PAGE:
You’re planning a birthday party, something amazing for someone amazing, and you want it to be memorable. So you hire a great DJ and book a swank venue, but you’re looking for one more thing to set it apart, and then it hits you – glow-in-the-dark food and beverages! You start the hunt for recipes and tips. Popping open glow sticks and mixing them in cake frosting is not an option since glow sticks are toxic. But in your quest, you start seeing the word “bioluminescence” come up, and wonder if that might solve the problem.
This is actually a question that GoldBio has been asked many times. People wonder if they could buy luciferin and mix it in food and drinks to make them glow.
It ’s a cool idea! But, unfortunately, the answer is no. Luciferin is not the way to go about this.
First, GoldBio products are not for human or animal consumption. Our products should not be orally ingested or administered as food, medicine or supplements. GoldBio products are for research purposes only.
Second, the way the luciferin-luciferase chemical reaction works causes another obstacle in your party planning. Making food glow with luciferin alone will not work. The substrate requires the luciferase enzyme along with other reagents in specific conditions.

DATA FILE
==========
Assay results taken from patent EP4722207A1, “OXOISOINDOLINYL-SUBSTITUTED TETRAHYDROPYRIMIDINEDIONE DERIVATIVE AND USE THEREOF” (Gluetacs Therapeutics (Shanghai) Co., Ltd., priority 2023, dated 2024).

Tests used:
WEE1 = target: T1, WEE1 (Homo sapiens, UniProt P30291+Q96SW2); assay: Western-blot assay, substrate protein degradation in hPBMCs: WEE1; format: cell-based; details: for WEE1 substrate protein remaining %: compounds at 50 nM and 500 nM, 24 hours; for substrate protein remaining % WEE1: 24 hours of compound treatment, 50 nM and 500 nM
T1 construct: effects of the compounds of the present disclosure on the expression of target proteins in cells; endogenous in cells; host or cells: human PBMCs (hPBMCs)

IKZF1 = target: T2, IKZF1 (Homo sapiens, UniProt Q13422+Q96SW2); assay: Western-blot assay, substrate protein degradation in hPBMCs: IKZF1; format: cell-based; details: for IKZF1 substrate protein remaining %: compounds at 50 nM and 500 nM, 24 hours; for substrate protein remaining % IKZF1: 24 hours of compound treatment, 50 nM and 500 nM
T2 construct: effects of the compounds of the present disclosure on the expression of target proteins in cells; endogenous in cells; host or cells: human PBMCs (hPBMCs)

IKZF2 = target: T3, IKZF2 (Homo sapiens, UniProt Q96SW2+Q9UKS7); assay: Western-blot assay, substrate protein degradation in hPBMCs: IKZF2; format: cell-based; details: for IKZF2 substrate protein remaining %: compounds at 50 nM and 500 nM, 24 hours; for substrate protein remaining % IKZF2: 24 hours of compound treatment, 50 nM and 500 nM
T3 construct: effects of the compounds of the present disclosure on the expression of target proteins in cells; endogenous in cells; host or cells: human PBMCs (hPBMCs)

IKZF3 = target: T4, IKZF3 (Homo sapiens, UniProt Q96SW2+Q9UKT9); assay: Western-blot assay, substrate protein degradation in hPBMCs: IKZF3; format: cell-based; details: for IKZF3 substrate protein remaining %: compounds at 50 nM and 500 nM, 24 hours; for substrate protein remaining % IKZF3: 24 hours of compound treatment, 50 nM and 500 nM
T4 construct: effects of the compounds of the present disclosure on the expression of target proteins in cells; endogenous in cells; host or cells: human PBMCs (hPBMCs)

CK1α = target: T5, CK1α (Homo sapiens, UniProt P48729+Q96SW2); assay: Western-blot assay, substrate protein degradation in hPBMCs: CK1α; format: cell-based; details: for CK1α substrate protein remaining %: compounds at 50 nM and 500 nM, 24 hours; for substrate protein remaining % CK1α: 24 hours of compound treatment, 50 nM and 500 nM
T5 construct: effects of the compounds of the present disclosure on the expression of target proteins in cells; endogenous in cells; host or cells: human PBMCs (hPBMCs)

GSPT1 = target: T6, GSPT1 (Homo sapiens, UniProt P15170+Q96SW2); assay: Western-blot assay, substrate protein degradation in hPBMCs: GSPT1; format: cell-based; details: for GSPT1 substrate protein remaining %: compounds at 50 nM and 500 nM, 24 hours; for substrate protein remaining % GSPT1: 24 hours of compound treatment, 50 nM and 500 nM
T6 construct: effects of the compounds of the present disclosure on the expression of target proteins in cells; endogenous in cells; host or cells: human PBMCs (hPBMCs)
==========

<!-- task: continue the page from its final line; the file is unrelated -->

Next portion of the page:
There was a kit called Food Magic. It incorporated the mechanics of bioluminescence into one of its recipes. Food Magic came with instructions and supplies for making bioluminescent syrup. Unfortunately, Food Magic does not appear to be available to the market anymore.
Another company, Biolume, tried to commercialize the entertainment aspects of bioluminescence. The company trademarked the brand Lumoness. According to their website, their goal is to “illuminate a new segment in the food, beverage, cosmetic and medical imaging markets with natural bioluminescence.” It is unclear how far they have gotten with this mission since there are no products listed, and searching for Lumoness food or cosmetics leads to unrelated results.